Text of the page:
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Tibet Oral History Project: Interview with Ati on 5/17/2012

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Published on Mar 16, 2018

The interpreter's English translation provided during this interview is potentially incomplete and/or inaccurate. If you are not fluent in Tibetan, please refer to the interview transcript for the complete and correct English translation. Read the interview transcript in English at http://tibetoralhistory.org/Interview...

** This interview about life in Tibet was conducted by the Tibet Oral History Project. This non-profit organization aims to preserve the history and culture of the Tibetan people by interviewing elderly Tibetan refugees about life in Tibet before and after the Chinese invasion. Learn more at http://www.TibetOralHistory.org.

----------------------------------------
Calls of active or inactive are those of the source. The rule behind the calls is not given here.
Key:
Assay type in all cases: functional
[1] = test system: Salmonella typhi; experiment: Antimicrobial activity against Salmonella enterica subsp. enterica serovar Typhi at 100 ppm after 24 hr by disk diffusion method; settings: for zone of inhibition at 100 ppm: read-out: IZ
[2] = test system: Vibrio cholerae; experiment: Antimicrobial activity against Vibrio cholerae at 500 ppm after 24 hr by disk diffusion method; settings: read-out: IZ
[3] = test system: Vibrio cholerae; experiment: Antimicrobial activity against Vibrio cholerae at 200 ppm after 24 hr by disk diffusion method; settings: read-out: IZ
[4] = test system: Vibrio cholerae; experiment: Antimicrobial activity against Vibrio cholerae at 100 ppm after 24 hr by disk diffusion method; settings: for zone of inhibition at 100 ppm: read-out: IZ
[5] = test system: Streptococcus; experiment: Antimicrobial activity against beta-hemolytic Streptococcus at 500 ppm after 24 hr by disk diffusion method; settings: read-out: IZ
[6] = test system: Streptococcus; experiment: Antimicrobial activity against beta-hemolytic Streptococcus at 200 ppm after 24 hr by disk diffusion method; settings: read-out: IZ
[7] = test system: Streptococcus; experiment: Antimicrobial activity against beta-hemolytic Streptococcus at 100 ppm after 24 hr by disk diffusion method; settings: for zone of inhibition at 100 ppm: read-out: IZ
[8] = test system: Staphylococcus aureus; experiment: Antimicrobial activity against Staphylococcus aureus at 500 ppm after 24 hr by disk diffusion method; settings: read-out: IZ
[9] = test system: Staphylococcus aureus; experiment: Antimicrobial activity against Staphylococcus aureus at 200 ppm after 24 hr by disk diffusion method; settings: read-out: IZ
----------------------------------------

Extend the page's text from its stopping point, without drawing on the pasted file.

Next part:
** Interview Summary: Ati belonged to a nomadic family and recalls herding yaks as a child with his mother. He became a monk at the age of 10, studying and living at a hermitage, and later joined Gyukhu Monastery. However, he left monkhood at the age of 14 in order to return home and help his mother. Ati then became a bodyguard to Gyari Nyima, the chieftain of the region. Ati travelled to various villages where Gyari Nyima went to settle disputes and look after the welfare of his subjects. Ati describes in detail how in 1956 the invading Communist Chinese affected liberation and how the chieftains of various regions decided to rebel against the Chinese. He provides an elaborate account of the numerous fierce and dangerous encounters he and his people had with the Chinese army until they were defeated in 1959. Then the rebels and their families were forced to flee to the mountains. They were pursued by the Chinese and eventually their wives and children were either captured or killed and only 18 men survived. After escaping to India, Ati decided to join the Mustang Unit of the Chushi Gangdruk Defend Tibet Volunteer Force in Nepal. He gives an in-depth account of how the Mustang Unit was organized in 1960 and the troops were trained by 12 Tibetans who had received training in the United States. Ati describes his involvement and the operations carried out inside Tibet to attack the Chinese. He went to India after the Nepalese Government disbanded the unit in 1974.

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